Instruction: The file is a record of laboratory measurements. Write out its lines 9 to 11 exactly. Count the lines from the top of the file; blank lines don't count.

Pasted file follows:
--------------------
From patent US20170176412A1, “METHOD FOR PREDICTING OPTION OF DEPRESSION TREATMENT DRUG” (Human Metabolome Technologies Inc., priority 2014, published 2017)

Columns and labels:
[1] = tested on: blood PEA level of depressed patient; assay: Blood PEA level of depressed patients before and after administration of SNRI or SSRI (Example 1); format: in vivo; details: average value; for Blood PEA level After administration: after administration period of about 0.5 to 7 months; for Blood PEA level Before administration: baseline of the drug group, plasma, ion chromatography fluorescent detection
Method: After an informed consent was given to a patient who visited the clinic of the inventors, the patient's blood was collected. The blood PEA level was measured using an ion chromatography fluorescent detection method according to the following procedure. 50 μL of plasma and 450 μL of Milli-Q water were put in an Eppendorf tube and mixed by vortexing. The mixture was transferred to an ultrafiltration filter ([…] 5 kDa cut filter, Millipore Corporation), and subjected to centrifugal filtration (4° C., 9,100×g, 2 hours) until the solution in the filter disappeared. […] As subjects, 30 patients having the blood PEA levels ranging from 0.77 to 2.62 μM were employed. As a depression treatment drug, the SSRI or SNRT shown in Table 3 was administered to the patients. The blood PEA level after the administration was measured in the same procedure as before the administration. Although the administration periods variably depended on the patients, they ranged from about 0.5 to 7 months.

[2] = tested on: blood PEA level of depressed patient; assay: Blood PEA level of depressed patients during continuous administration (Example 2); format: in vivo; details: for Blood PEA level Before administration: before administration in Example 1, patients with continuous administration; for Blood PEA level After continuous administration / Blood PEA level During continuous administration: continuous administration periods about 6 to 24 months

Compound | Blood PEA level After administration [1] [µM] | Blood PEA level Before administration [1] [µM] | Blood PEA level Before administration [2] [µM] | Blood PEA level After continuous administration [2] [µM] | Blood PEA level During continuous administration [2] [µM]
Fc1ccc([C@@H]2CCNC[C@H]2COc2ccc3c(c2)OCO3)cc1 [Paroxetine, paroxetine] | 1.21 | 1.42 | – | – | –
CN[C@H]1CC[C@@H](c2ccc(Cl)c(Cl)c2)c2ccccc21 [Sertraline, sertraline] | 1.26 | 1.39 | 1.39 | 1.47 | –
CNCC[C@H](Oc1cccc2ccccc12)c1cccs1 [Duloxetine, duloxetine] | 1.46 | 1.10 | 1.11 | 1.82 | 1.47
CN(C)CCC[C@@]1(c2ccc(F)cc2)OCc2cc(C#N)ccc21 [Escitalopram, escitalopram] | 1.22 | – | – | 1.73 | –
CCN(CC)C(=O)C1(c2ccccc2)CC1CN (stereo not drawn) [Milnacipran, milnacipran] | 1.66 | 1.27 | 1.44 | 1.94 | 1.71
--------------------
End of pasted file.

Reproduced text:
CNCC[C@H](Oc1cccc2ccccc12)c1cccs1 [Duloxetine, duloxetine] | 1.46 | 1.10 | 1.11 | 1.82 | 1.47
CN(C)CCC[C@@]1(c2ccc(F)cc2)OCc2cc(C#N)ccc21 [Escitalopram, escitalopram] | 1.22 | – | – | 1.73 | –
CCN(CC)C(=O)C1(c2ccccc2)CC1CN (stereo not drawn) [Milnacipran, milnacipran] | 1.66 | 1.27 | 1.44 | 1.94 | 1.71